As a born and bred Cuyuna Ranger, I spend a lot of time talking mining with my colleagues out in Washington. I tell them that up on the Range, mining is who we are. It’s in our blood, our history and our way of life.
I explain that mining is about jobs. Mining is a big job that drives thousands of jobs. Two-thirds of all the iron ore used to make steel in the United States is mined right here — a capitol investment of more than $4 billion dollars. Mining puts food on tables, kids through college and money in the bank.
I share a little history. Mining’s “Greatest Generation” won World War II. Mining’s unions created a middle class that’s built thriving businesses, schools and communities.
I invite them to join all of us, and the thousands of visitors from all over the nation, who enjoy our clean air, clear lakes, pine forests, hunting, fishing and camping. No one appreciates the great outdoors more than us Rangers. It’s a big part of the reason we live here, and we will never do anything to jeopardize our environment. I also remind our friends from out of town that the Range is our home. And mining is what we do.
We are sitting on one of the largest iron ore deposits on the planet — and, geologists tell us, quite possibly the world’s deepest untapped reserves of strategic minerals critical to America’s future technology development, consumer products industry and national security for the next century and beyond.
So what does the future hold for mining and for the Range families, communities and businesses that depend on it?
I’m convinced the future is bright. Just how bright will depend on our success in meeting four big challenges I’ve put at the top of my agenda as congressman.
Grow Jobs and Protect
We need to recognize that we are long past the days of having to choose between good mining jobs and a clean environment. We have the brains and the technology to do both.
Since taking office, I have toured every one of our major Range mining operations, meeting with company leaders and workers alike. And they all tell me the same thing: “We love our jobs and we love living here in God’s country. And we won’t do anything to harm either one.”
The controversy over haze in Voyageurs National Park and the Boundary Waters is a case in point. The mining companies are willing to do whatever is necessary to help reduce haze. But installing new haze prevention technologies and equipment requires study and time. Those of us who are not mining experts need to realize that “one size does not fit all.”
When I met with top EPA officials in Chicago this spring, I urged them to allow us a few more months to get it right. EPA relented, and the courts have since upheld our position. We will never back down from our national environmental goals, and we will deal with haze as fast as we can — the right way.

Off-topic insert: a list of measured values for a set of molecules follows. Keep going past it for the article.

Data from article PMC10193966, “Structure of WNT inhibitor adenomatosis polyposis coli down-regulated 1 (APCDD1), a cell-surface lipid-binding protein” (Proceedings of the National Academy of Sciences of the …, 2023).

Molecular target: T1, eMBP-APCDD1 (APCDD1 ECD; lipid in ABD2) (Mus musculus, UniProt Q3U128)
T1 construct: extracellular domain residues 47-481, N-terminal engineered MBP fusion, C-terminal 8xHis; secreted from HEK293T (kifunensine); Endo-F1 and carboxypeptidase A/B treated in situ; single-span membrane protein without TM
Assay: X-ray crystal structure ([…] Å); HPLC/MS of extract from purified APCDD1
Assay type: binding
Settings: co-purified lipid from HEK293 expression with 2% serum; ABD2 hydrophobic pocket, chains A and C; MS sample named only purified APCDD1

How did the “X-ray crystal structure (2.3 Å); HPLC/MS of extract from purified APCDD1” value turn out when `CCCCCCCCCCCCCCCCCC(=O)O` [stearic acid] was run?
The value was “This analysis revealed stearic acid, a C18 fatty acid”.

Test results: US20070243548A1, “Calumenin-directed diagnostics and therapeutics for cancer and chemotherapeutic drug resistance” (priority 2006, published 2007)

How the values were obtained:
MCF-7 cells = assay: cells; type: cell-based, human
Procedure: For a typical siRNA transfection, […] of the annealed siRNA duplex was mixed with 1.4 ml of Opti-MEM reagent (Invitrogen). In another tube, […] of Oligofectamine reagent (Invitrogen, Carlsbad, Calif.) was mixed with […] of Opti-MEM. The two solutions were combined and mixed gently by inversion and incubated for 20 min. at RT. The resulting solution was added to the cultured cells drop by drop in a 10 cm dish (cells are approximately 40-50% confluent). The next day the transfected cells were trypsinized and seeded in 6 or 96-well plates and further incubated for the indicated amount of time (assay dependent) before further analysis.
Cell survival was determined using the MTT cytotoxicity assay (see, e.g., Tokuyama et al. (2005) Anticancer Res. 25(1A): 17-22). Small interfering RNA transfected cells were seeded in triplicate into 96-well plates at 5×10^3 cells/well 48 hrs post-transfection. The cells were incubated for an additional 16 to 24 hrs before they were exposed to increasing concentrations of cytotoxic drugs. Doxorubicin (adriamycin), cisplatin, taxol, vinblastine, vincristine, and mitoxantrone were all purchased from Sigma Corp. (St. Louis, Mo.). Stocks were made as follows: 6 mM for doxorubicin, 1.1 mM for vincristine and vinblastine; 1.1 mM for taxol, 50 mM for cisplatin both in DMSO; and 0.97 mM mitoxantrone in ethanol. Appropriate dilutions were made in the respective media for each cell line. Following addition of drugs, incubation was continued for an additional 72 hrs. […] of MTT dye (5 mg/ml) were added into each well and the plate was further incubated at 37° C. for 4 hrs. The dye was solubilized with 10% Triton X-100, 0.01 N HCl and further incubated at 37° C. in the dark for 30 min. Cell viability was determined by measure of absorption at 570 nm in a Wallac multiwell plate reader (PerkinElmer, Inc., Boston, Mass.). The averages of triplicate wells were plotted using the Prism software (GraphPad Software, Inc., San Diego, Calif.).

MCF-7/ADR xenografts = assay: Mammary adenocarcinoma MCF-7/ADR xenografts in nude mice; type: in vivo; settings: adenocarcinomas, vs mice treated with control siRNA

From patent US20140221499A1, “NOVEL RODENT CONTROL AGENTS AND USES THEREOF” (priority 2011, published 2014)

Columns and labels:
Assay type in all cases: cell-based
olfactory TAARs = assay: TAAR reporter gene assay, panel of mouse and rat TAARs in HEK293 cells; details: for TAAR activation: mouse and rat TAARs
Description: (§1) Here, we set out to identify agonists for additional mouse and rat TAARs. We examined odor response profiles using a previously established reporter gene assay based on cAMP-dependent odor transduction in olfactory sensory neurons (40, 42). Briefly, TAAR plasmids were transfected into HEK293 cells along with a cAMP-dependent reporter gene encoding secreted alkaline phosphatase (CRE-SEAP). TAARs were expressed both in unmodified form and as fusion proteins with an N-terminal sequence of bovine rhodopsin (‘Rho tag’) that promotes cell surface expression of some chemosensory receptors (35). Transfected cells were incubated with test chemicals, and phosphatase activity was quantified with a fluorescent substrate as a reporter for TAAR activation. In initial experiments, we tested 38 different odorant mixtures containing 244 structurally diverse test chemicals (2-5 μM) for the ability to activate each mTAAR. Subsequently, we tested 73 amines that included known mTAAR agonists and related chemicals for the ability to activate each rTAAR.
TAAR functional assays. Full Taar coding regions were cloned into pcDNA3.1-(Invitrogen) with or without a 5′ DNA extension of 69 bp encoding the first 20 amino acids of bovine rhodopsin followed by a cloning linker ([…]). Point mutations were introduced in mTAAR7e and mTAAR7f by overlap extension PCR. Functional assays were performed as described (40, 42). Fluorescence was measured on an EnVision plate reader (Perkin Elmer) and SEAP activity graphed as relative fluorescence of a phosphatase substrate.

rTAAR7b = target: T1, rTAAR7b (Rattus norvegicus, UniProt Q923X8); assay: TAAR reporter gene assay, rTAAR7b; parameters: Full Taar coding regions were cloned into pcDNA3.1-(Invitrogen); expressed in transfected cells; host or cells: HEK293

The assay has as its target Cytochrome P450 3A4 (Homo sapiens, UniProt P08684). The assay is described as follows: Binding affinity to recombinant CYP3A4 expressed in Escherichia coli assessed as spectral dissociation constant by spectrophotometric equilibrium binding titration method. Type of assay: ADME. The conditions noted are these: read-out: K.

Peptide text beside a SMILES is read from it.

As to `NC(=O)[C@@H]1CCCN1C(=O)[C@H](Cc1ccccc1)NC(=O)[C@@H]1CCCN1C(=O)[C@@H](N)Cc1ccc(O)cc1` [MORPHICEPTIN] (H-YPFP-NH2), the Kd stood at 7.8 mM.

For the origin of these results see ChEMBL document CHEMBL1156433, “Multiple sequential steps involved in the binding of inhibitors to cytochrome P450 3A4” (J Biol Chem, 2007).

Speed Up Permitting
The permitting process is broken — overwhelmed by needless delays costing thousands of jobs and billions of dollars in economic development. Minntac, Keetac and Mesabi Nugget are waiting on federal or state permits for projects requiring enormous new investments.
In meetings at the highest levels of the Environmental Protection Agency, the U.S. Forest Service and the U.S. Army Corps of Engineers, I have repeatedly pointed out that no business can be expected to invest and plan for the future when permitting requirements are subject to so many unnecessary and unpredictable delays and changes.
I am supporting federal legislation to streamline the permitting process, while working to assure strict, fair and timely environmental review.
Improve Highways and Infrastructure — Without Undue Interference
The controversies surrounding the Highway 53 rerouting project and the Highway 169 improvement project — both of which involve mining communities and access to mining resources — illustrate what happens when the state and federal governments get in the way of common sense.
Earlier this year, I invited Minnesota’s new transportation commissioner, Charlie Zelle, and his top planning staffers to join me in visiting both sites, and meeting with local business and civic leaders and residents of the Virginia-Eveleth metro Range communities. Then I traveled to Chicago to meet with EPA officials and quite frankly tell them that the agency was overreaching in becoming involved with issues best left to highway planners.
As a result, EPA consented to bow out of both the Highway 53 and 169 projects, and Commissioner Zelle has agreed to take the so-called ‘Western Route’ option for Highway 53 off the table. The point is, state and federal agencies can be good partners as we improve infrastructure around our mining communities. But nothing should replace good old-fashioned common sense.
Research & Education for the Future
Mining has rapidly evolved into a highly complex 21st Century industry, and we need to build a system of world-class education and research — right here on the Range — to support the industry, protect the environment and meet America’s national security and consumer needs. Institutions like Mesabi Tech, Itasca Community College, NRRI and UMD are doing groundbreaking work, and we can do more. Much more.
I will be visiting with Rangers in the coming months to discuss some big ideas on how we move forward.
And finally . . .
I will never forget my Range roots and I’m proud of the role Minnesota’s Iron Rangers played in building America and helping to win two World Wars. I’ll work my fingers to the bone to insure we continue to have a vibrant mining industry that provides a solid standard of living for the hard working families of the Iron Range. And I’ll work just as hard to protect the great outdoors we all enjoy.
Rick Nolan is Democratic 8th District U.S. representative. His home is in the Brainerd area.